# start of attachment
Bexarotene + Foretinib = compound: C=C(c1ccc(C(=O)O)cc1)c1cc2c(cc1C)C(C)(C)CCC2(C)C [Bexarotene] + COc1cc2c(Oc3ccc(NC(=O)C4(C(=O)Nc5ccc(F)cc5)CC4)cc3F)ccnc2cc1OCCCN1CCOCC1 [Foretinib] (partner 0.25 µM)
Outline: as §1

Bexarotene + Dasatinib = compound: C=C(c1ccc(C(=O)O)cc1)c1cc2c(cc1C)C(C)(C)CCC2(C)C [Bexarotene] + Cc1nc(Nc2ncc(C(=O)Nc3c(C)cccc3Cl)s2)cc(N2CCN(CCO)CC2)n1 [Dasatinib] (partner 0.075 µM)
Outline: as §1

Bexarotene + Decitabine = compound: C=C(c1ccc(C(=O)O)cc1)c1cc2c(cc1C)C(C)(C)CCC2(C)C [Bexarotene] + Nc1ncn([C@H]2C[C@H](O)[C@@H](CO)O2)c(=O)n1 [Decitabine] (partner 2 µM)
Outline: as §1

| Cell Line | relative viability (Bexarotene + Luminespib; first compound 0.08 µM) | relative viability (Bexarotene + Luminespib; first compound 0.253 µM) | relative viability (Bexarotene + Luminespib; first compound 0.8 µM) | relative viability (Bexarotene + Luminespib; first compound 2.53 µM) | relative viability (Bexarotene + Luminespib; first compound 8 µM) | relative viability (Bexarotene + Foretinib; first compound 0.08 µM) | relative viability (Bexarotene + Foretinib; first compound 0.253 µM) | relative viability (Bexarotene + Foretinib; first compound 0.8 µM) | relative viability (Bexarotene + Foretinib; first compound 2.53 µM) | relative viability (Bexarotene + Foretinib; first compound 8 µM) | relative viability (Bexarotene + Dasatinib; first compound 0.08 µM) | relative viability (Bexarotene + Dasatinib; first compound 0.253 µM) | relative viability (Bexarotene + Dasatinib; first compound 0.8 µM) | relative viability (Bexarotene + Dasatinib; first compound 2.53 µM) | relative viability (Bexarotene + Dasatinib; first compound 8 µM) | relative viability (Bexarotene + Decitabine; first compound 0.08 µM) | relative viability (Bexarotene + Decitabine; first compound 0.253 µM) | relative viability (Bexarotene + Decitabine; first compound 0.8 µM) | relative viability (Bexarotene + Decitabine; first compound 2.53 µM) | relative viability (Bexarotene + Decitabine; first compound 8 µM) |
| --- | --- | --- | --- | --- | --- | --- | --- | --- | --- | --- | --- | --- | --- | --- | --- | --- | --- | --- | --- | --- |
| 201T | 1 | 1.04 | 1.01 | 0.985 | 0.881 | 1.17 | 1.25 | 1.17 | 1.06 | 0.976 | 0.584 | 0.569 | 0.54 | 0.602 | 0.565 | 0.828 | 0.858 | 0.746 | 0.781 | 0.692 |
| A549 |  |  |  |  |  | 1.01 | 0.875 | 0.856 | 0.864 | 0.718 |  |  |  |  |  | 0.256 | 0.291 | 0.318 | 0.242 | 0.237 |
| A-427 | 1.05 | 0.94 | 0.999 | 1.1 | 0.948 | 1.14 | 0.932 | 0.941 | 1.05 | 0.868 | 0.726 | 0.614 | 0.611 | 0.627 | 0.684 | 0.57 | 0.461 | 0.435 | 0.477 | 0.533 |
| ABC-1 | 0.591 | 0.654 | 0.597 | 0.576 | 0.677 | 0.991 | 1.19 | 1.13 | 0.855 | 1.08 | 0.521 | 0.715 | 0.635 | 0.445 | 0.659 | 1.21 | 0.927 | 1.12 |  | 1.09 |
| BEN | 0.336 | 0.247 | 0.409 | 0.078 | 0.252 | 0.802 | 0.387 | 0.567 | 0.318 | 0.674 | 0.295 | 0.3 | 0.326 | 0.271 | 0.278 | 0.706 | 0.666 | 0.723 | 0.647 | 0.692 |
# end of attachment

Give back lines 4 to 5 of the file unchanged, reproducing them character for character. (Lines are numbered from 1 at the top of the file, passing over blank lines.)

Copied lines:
Outline: as §1

Bexarotene + Decitabine = compound: C=C(c1ccc(C(=O)O)cc1)c1cc2c(cc1C)C(C)(C)CCC2(C)C [Bexarotene] + Nc1ncn([C@H]2C[C@H](O)[C@@H](CO)O2)c(=O)n1 [Decitabine] (partner 2 µM)